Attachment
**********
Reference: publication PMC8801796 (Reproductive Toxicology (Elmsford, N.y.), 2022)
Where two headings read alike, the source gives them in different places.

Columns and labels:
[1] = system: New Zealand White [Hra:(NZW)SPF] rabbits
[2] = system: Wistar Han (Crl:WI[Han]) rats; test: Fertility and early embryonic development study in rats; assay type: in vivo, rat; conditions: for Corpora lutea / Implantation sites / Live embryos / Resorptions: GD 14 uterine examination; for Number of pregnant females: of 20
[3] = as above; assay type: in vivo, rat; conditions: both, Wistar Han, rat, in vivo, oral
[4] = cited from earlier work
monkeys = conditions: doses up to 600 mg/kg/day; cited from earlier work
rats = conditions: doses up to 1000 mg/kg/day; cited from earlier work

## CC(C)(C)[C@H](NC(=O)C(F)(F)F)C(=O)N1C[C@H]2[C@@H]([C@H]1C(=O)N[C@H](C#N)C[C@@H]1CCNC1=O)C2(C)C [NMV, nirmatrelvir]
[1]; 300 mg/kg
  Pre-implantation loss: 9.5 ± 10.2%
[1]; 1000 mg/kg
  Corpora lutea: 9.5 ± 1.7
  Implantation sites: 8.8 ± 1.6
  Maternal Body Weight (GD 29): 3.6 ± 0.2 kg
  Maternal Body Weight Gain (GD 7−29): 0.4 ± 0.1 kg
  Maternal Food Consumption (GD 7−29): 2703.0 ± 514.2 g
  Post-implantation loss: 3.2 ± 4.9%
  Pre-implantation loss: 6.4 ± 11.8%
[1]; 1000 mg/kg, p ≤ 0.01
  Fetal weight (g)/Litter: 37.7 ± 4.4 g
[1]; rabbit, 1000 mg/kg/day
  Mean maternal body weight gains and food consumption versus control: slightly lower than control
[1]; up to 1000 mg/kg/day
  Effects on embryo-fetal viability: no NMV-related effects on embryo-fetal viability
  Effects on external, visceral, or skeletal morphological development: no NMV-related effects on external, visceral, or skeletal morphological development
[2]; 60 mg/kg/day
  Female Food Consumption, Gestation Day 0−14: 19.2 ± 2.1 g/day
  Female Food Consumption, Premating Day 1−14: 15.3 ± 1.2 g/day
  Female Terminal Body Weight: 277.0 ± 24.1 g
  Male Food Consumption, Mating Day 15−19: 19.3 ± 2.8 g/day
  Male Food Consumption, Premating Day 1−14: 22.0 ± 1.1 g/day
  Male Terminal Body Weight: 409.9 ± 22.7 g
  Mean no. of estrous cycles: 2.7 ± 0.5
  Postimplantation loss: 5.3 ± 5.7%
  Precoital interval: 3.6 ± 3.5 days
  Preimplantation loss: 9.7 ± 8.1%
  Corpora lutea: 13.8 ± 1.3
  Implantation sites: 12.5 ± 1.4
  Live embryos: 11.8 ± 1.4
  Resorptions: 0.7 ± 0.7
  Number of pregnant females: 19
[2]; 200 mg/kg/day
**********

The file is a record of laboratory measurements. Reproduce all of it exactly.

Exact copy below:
Reference: publication PMC8801796 (Reproductive Toxicology (Elmsford, N.y.), 2022)
Where two headings read alike, the source gives them in different places.

Columns and labels:
[1] = system: New Zealand White [Hra:(NZW)SPF] rabbits
[2] = system: Wistar Han (Crl:WI[Han]) rats; test: Fertility and early embryonic development study in rats; assay type: in vivo, rat; conditions: for Corpora lutea / Implantation sites / Live embryos / Resorptions: GD 14 uterine examination; for Number of pregnant females: of 20
[3] = as above; assay type: in vivo, rat; conditions: both, Wistar Han, rat, in vivo, oral
[4] = cited from earlier work
monkeys = conditions: doses up to 600 mg/kg/day; cited from earlier work
rats = conditions: doses up to 1000 mg/kg/day; cited from earlier work

## CC(C)(C)[C@H](NC(=O)C(F)(F)F)C(=O)N1C[C@H]2[C@@H]([C@H]1C(=O)N[C@H](C#N)C[C@@H]1CCNC1=O)C2(C)C [NMV, nirmatrelvir]
[1]; 300 mg/kg
  Pre-implantation loss: 9.5 ± 10.2%
[1]; 1000 mg/kg
  Corpora lutea: 9.5 ± 1.7
  Implantation sites: 8.8 ± 1.6
  Maternal Body Weight (GD 29): 3.6 ± 0.2 kg
  Maternal Body Weight Gain (GD 7−29): 0.4 ± 0.1 kg
  Maternal Food Consumption (GD 7−29): 2703.0 ± 514.2 g
  Post-implantation loss: 3.2 ± 4.9%
  Pre-implantation loss: 6.4 ± 11.8%
[1]; 1000 mg/kg, p ≤ 0.01
  Fetal weight (g)/Litter: 37.7 ± 4.4 g
[1]; rabbit, 1000 mg/kg/day
  Mean maternal body weight gains and food consumption versus control: slightly lower than control
[1]; up to 1000 mg/kg/day
  Effects on embryo-fetal viability: no NMV-related effects on embryo-fetal viability
  Effects on external, visceral, or skeletal morphological development: no NMV-related effects on external, visceral, or skeletal morphological development
[2]; 60 mg/kg/day
  Female Food Consumption, Gestation Day 0−14: 19.2 ± 2.1 g/day
  Female Food Consumption, Premating Day 1−14: 15.3 ± 1.2 g/day
  Female Terminal Body Weight: 277.0 ± 24.1 g
  Male Food Consumption, Mating Day 15−19: 19.3 ± 2.8 g/day
  Male Food Consumption, Premating Day 1−14: 22.0 ± 1.1 g/day
  Male Terminal Body Weight: 409.9 ± 22.7 g
  Mean no. of estrous cycles: 2.7 ± 0.5
  Postimplantation loss: 5.3 ± 5.7%
  Precoital interval: 3.6 ± 3.5 days
  Preimplantation loss: 9.7 ± 8.1%
  Corpora lutea: 13.8 ± 1.3
  Implantation sites: 12.5 ± 1.4
  Live embryos: 11.8 ± 1.4
  Resorptions: 0.7 ± 0.7
  Number of pregnant females: 19
[2]; 200 mg/kg/day